Leading by example on her promise of transparency at the Food and Drug Administration, Commissioner Margaret Hamburg spoke publicly on her recent actions and plans for a strong FDA. Speaking from prepared remarks at the Food and Drug Law Institute in Washington last week, she outlined the first six steps toward that objective.
"Again and again, I heard support for a strong FDA," says Hamburg, of meeting with stakeholders during her first eight weeks in the position.
Perhaps most significant is a new procedural process by the regulator for corrections made after an inspection found violations leading to a warning letter. It's a formal close-out process in which the FDA certifies that the corrections have been made. "To keep the public informed, we will indicate on our website when a firm has received a close-out letter," says Hamburg. "I hope that receiving a close-out letter quickly becomes a top industry priority."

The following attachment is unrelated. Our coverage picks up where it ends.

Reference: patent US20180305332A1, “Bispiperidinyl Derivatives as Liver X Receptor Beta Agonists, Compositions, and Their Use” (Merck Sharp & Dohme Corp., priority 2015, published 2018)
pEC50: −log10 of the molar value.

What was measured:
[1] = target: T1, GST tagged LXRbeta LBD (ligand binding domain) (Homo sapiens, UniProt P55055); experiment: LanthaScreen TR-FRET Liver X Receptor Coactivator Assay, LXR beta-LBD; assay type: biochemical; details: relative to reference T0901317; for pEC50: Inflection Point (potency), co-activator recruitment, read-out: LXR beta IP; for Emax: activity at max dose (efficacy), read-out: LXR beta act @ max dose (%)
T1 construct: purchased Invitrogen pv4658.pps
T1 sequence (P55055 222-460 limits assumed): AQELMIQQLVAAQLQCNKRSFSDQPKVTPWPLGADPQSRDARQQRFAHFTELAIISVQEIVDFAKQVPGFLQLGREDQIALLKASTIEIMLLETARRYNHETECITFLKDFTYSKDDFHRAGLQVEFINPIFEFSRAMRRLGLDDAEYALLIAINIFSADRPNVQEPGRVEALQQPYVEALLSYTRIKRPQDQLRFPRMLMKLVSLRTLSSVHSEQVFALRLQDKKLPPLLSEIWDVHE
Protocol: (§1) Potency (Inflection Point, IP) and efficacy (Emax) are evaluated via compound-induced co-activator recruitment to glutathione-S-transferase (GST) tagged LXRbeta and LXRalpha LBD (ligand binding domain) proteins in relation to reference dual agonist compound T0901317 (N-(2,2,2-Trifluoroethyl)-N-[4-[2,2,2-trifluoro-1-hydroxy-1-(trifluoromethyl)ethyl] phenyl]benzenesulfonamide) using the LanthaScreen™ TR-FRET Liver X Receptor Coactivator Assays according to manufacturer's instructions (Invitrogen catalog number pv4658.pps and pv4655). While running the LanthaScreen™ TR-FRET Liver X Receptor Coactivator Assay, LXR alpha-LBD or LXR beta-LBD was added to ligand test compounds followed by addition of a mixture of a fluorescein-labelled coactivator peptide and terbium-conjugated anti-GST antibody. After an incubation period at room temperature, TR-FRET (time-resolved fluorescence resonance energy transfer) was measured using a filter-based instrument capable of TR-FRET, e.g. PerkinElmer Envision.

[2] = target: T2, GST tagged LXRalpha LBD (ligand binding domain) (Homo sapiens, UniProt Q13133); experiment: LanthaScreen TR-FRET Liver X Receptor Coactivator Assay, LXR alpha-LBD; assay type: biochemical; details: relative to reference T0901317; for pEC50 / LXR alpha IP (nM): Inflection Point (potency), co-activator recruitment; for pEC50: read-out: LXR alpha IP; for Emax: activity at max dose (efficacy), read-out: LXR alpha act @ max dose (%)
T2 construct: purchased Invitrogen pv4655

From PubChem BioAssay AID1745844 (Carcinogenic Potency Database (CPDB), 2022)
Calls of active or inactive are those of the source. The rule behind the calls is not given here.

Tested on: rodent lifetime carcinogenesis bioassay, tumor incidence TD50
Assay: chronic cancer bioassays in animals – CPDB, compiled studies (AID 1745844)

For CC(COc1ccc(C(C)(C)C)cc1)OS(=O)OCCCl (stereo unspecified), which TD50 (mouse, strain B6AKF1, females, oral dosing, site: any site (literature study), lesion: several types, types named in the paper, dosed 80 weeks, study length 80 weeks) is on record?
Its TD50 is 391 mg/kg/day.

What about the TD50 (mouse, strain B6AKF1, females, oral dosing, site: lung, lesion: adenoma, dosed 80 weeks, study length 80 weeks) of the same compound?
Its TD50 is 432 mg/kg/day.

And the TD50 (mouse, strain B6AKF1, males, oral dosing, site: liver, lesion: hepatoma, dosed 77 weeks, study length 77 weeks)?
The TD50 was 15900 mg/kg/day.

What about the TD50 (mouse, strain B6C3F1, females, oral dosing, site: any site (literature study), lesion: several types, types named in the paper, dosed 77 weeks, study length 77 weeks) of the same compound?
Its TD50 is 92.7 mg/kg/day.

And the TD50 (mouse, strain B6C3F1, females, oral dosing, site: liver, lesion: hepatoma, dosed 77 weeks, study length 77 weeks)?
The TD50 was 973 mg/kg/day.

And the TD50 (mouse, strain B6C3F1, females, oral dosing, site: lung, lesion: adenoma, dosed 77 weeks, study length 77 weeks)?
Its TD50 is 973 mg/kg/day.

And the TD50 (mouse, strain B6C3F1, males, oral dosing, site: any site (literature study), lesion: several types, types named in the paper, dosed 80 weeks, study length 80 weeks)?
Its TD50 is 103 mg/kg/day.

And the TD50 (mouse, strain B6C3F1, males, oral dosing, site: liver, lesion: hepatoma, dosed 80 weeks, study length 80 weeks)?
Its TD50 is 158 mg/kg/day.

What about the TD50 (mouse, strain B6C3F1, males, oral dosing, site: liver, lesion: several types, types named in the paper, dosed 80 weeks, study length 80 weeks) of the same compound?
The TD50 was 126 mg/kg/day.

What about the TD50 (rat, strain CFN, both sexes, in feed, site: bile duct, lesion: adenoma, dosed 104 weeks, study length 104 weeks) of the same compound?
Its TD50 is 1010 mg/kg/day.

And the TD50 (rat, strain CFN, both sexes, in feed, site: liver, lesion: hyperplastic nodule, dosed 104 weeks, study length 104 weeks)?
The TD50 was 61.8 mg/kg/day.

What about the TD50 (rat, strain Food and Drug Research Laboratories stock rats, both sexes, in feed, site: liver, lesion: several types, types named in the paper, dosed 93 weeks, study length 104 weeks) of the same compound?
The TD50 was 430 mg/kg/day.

She says the FDA will also begin setting post-inspection deadlines. When the FDA finds a company significantly out of compliance, that company "will generally have no more than 15 working days in which to respond before the FDA moves ahead with a warning letter or enforcement action," explained Hamburg. "This will help FDA issue warning letters on a timely basis and facilitate prompt corrective action."